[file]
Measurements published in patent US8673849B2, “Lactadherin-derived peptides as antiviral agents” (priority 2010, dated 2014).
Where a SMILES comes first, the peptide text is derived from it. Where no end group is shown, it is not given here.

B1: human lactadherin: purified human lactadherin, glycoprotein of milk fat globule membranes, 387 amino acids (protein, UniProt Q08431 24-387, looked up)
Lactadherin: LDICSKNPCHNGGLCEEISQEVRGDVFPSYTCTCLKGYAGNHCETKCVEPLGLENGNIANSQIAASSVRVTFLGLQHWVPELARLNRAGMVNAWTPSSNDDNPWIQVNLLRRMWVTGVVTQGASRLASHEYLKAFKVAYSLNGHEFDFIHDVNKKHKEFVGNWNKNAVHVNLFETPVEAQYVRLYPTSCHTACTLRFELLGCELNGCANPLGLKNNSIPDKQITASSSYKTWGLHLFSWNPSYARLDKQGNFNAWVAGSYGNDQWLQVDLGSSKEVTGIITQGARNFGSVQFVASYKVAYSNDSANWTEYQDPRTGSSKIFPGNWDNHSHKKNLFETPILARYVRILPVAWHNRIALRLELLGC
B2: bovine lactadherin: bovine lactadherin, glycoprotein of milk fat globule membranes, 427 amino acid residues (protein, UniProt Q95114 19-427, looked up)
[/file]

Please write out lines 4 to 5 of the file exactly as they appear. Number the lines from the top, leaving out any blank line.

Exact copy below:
Lactadherin: LDICSKNPCHNGGLCEEISQEVRGDVFPSYTCTCLKGYAGNHCETKCVEPLGLENGNIANSQIAASSVRVTFLGLQHWVPELARLNRAGMVNAWTPSSNDDNPWIQVNLLRRMWVTGVVTQGASRLASHEYLKAFKVAYSLNGHEFDFIHDVNKKHKEFVGNWNKNAVHVNLFETPVEAQYVRLYPTSCHTACTLRFELLGCELNGCANPLGLKNNSIPDKQITASSSYKTWGLHLFSWNPSYARLDKQGNFNAWVAGSYGNDQWLQVDLGSSKEVTGIITQGARNFGSVQFVASYKVAYSNDSANWTEYQDPRTGSSKIFPGNWDNHSHKKNLFETPILARYVRILPVAWHNRIALRLELLGC
B2: bovine lactadherin: bovine lactadherin, glycoprotein of milk fat globule membranes, 427 amino acid residues (protein, UniProt Q95114 19-427, looked up)